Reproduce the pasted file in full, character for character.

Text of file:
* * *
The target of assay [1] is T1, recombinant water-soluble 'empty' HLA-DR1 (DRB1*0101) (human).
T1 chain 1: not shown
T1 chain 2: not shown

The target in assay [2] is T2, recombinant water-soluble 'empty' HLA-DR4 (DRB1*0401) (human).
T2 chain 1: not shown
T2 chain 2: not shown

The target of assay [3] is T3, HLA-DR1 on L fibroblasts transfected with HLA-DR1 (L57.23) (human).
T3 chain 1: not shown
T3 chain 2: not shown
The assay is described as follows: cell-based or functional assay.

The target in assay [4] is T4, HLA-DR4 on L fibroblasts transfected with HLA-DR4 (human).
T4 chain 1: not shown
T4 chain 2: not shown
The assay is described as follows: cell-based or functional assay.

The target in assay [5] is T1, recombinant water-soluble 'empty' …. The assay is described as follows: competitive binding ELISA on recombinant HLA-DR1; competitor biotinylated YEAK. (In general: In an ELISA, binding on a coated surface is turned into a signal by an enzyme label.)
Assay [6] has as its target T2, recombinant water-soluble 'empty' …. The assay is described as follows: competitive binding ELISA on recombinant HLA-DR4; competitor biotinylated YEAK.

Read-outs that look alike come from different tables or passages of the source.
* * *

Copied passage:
The target of assay [1] is T1, recombinant water-soluble 'empty' HLA-DR1 (DRB1*0101) (human).
T1 chain 1: not shown
T1 chain 2: not shown

The target in assay [2] is T2, recombinant water-soluble 'empty' HLA-DR4 (DRB1*0401) (human).
T2 chain 1: not shown
T2 chain 2: not shown

The target of assay [3] is T3, HLA-DR1 on L fibroblasts transfected with HLA-DR1 (L57.23) (human).
T3 chain 1: not shown
T3 chain 2: not shown
The assay is described as follows: cell-based or functional assay.

The target in assay [4] is T4, HLA-DR4 on L fibroblasts transfected with HLA-DR4 (human).
T4 chain 1: not shown
T4 chain 2: not shown
The assay is described as follows: cell-based or functional assay.

The target in assay [5] is T1, recombinant water-soluble 'empty' …. The assay is described as follows: competitive binding ELISA on recombinant HLA-DR1; competitor biotinylated YEAK. (In general: In an ELISA, binding on a coated surface is turned into a signal by an enzyme label.)
Assay [6] has as its target T2, recombinant water-soluble 'empty' …. The assay is described as follows: competitive binding ELISA on recombinant HLA-DR4; competitor biotinylated YEAK.

Read-outs that look alike come from different tables or passages of the source.